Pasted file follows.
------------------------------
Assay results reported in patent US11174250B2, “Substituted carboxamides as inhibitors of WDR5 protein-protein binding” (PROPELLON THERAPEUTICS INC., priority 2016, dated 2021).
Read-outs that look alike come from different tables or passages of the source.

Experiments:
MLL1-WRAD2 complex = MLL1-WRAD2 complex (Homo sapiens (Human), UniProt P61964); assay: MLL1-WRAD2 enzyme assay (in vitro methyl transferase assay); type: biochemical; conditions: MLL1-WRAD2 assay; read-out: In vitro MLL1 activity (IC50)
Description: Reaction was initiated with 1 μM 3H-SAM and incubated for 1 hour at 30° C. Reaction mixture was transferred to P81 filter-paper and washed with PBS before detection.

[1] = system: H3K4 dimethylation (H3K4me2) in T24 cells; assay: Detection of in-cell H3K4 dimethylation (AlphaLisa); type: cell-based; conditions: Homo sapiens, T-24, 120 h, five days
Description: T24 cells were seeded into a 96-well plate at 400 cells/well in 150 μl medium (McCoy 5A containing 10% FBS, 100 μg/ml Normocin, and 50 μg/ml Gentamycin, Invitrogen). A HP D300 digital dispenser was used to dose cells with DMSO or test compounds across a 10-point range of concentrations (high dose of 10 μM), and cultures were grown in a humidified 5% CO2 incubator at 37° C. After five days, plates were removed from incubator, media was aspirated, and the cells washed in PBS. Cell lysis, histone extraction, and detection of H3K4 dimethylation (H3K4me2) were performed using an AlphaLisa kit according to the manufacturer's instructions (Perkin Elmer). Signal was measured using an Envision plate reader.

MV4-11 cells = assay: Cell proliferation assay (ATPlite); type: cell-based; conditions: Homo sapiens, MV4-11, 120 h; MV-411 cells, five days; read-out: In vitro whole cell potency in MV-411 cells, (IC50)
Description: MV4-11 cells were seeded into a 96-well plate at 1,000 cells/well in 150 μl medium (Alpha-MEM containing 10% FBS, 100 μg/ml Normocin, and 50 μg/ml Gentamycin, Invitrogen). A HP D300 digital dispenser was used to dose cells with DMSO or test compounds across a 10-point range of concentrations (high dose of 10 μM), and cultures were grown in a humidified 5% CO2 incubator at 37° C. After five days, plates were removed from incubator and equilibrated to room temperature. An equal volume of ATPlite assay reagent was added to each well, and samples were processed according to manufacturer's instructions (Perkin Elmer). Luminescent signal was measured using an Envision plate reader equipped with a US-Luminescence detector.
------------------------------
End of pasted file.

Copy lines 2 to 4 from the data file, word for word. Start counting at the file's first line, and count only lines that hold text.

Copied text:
Read-outs that look alike come from different tables or passages of the source.

Experiments:
MLL1-WRAD2 complex = MLL1-WRAD2 complex (Homo sapiens (Human), UniProt P61964); assay: MLL1-WRAD2 enzyme assay (in vitro methyl transferase assay); type: biochemical; conditions: MLL1-WRAD2 assay; read-out: In vitro MLL1 activity (IC50)